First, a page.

4. Complete growth medium was added to each well to a total volume of 7 mL taking care not to dislodge cells from Alvetex Scaffold, i.e. feeding separately from above and below. Plates were re-incubated and medium was added to a full complement of 10ml per well the following morning.

  5. Plates were maintained for a further 14 days by complete medium exchange once a week.

  6. After 14 days, medium was removed down to an air-liquid interface, i.e. feeding from below only, and 300 μL of 2 mg/mL rat tail collagen I solution (Corning, cat # 354236, procedures may be found at were added to the surface of each insert. Plates were re- incubated for 3 hours to allow the collagen gel to set, after which fresh medium was added up to 10 mL per insert and plates were re-incubated overnight.

Note: A detailed protocol describing how to coat the top surface of Alvetex Scaffold with collagen I can be found at Alvetex protocols.

  1. The following day, medium was removed down to air-liquid-interface and 1ml of Caco-2 cell suspension was added in droplets over the surface of the Alvetex Scaffold disc, which was equivalent to 0.5×106 cells per well.

  2. Plates were incubated overnight at 37 °C with 5 % CO2 to allow the cells to settle on top of the scaffold.

  3. The following morning complete growth medium was added to each well to a total volume of 10 mL taking care not to dislodge cells from Alvetex Scaffold.

Note: This method can be applied to the use of Alvetex Scaffold in 12 well insert format, AVP005. Adjust cell seeding and media volumes according to the guidelines provided in the Alvetex Scaffold Quick Start protocol.

  1. Plates were re-incubated and maintained for a further 5 days by complete medium exchange after every 2-3 days.

3. Example Data

3.1. 6 well insert format, AVP004


Figure 2. Figure 2. Low (A) and high (B) magnification brightfield micrographs of an even monolayer of Caco-2 cells form at the collagen-coated top surface of Alvetex Scaffold, with CCD-18Co fibroblasts underneath the same collagen layer and distributed throughout the depth of Alvetex Scaffold. CCD-18Co fibroblasts were grown on 22 mm diameter Alvetex Scaffold discs presented in 6-well insert in 6-well plate format for 14 days prior to layering with Collagen I and seeding of Caco-2 cells. Co-cultures were grown for a further 5 days, after which they were fixed, embedded in paraffin wax, sectioned (10 μm) and counterstained with haematoxylin and eosin. Scale bars: 200 µm (A) and 50 µm (B).

4. References

  1. Fogh J et al, 1977. One hundred and twenty-seven cultured human tumor cell lines producing tumors in nude mice. J Natl Cancer Inst 59(1): 221-6.
  2. Viraq P et al, 2012. Superior cytotoxicity and DNA cross-link induction by oxaliplatin versus cisplatin at lower cellular uptake in colorectal cancer cell lines. Anticancer Drugs 23(10): 1032-8.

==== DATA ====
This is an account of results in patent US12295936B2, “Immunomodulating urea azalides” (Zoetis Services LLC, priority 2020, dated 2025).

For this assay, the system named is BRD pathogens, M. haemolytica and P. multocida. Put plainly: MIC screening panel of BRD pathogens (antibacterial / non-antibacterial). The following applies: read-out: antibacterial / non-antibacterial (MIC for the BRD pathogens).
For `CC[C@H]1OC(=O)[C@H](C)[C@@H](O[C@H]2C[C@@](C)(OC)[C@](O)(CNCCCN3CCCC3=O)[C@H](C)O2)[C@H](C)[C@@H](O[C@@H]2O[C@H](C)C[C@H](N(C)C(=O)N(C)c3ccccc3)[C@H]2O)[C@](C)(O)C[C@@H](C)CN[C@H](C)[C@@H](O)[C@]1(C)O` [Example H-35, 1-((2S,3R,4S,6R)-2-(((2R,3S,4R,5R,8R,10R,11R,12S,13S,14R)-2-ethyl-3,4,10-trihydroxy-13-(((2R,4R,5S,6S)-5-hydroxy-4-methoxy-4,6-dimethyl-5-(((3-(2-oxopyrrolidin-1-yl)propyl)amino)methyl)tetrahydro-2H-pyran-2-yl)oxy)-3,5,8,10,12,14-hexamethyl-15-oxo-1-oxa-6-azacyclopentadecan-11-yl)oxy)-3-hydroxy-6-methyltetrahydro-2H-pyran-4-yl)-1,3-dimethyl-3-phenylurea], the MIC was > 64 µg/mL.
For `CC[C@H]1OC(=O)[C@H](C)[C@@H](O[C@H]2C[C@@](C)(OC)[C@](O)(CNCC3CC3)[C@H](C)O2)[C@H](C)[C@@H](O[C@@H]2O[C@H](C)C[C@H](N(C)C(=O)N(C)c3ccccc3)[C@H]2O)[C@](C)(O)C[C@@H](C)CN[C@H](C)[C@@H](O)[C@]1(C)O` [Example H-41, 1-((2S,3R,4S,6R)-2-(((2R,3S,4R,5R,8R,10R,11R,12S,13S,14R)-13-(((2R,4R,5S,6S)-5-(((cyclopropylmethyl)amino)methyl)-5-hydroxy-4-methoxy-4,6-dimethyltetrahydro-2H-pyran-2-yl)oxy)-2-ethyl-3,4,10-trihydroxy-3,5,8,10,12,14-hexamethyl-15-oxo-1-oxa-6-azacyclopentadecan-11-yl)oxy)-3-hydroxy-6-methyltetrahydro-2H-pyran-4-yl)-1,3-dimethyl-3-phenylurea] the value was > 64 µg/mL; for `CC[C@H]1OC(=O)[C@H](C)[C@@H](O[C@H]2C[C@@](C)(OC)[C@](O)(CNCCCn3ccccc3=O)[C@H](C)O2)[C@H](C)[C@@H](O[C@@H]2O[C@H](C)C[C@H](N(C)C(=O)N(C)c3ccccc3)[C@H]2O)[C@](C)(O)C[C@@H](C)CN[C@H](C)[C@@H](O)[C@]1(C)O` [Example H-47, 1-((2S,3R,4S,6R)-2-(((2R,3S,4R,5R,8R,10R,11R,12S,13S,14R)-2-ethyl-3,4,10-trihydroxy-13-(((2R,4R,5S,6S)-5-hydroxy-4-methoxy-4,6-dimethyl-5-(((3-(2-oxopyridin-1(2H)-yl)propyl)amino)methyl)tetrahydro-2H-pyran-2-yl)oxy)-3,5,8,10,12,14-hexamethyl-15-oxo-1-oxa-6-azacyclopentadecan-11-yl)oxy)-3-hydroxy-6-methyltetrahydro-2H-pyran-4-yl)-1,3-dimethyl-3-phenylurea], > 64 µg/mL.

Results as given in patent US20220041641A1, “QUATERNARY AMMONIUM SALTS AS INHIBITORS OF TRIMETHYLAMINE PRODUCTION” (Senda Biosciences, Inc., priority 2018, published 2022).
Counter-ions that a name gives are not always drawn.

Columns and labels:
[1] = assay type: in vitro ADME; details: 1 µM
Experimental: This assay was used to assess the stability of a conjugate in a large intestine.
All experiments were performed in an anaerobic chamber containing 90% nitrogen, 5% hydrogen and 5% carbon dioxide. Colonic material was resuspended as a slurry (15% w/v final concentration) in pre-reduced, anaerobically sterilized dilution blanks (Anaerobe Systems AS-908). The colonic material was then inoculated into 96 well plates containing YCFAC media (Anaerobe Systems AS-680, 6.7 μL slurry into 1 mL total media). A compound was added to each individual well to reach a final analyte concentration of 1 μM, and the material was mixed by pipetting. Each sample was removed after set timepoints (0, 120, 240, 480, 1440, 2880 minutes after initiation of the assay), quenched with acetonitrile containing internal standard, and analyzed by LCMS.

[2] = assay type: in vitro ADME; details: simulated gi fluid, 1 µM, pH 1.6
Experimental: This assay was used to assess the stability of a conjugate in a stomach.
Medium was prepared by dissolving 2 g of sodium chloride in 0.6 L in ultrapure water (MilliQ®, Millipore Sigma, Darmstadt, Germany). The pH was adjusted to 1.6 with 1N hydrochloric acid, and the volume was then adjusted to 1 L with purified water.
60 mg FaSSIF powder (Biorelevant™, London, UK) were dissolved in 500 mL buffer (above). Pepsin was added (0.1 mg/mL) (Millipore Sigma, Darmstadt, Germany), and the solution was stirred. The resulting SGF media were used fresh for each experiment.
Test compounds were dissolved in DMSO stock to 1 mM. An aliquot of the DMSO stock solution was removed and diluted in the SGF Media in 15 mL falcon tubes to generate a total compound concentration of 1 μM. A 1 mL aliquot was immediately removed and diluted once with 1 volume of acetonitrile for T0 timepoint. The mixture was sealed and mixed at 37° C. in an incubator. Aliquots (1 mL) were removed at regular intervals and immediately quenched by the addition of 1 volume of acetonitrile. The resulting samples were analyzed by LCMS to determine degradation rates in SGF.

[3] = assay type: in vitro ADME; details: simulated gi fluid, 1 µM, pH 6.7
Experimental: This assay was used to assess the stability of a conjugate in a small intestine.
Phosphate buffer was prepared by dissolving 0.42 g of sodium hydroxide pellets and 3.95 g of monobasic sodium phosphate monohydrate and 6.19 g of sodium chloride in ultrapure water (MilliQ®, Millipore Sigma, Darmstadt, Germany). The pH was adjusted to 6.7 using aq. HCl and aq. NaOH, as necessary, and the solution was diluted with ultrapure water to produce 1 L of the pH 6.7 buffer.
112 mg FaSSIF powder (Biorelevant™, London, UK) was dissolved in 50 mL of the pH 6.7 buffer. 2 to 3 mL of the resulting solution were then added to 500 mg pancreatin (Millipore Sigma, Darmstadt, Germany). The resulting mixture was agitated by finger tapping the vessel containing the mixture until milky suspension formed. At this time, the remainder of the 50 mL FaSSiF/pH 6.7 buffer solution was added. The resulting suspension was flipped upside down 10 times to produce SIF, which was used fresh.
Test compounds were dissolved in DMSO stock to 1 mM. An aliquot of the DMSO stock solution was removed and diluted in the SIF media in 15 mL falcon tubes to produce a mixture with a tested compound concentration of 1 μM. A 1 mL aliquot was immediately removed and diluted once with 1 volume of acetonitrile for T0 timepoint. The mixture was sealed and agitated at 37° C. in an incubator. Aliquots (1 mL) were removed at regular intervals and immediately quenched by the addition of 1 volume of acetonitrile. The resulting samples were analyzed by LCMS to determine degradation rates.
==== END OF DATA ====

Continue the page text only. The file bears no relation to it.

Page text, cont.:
3. Chantr et I et al, 1988. Epithelial polarity, villin expression, and enterocytic differentiation of cultured human colon carcinoma cells: a survey of twenty cell lines. Cancer Res 48(7): 1936-42.
  4. Balimane PV et al., 2006. Current industrial practices of assessing permeability and P-glycoprotein interaction. AAPS J 8(1):E1-13.
  5. Gaillard JL et al, 1987. In vitro model of penetration and intracellular growth of Listeria monocytogenes in the human enterocyte-like cell line Caco-2. Infect Immun 55(11): 2822-9.
  6. Svensson L et al, 1991. Symmetric infection of rotavirus on polarized human intestinal epithelial (Caco-2) cells. J Virol 65(8):4190-7.
  7. Grifin C et al, 2011. Pancratistatin selectively targets cancer cell mitochondria and reduces growth of human colon tumor xenografts. J Mol Cancer Ther. 10(1): 57-68.
  8. Takawa M et al, 2011. Validation of the histone methyltransferase EZH2 as a therapeutic target for various types of human cancer and as a prognostic marker. Cancer Sci. 102(7): 1298-305.
  9. Koshida Y et al, 2006. Interaction between stromal fibroblasts and colorectal cancer cells in the expression of vascular endothelial growth factor. J Surg Res. 134(2):270-7.
  10. Koon HW et al, 2010. Substance P modulates colitis-associated fibrosis. Am J Pathol. 177(5): 2300-9.
  11. Zhu Y et al, 2012. iNOS signaling interacts with COX-2 pathway in colonic fibroblasts. Exp Cell Res 318(16): 2116-27.
  12. Cunha GR et al, 2004. Role of stromal-epithelial interactions in hormonal responses. Arch Histol Cytol 67(5): 417-34.
  13. Horowitz JC and Thannickal VJ 2006. Epithelial-mesenchymal interactions in pulmonary fibrosis. Semin Respir Crit Care Med 27(6): 600-12.
  14. Parrinello S et al, 2005. Stromal-epithelial interactions in aging and cancer: senescent fibroblasts alter epithelial cell differentiation. J Cell Sci 118(3): 485-96.
  15. Bosman FT et al, 1993. Epithelial-stromal interactions in colon cancer. Int J Dev Biol 37(1): 203-11.
  16. Niu YN and Xia SJ 2009. Stroma-epithelium crosstalk in prostate cancer. Asian J Androl 11(1): 28-35.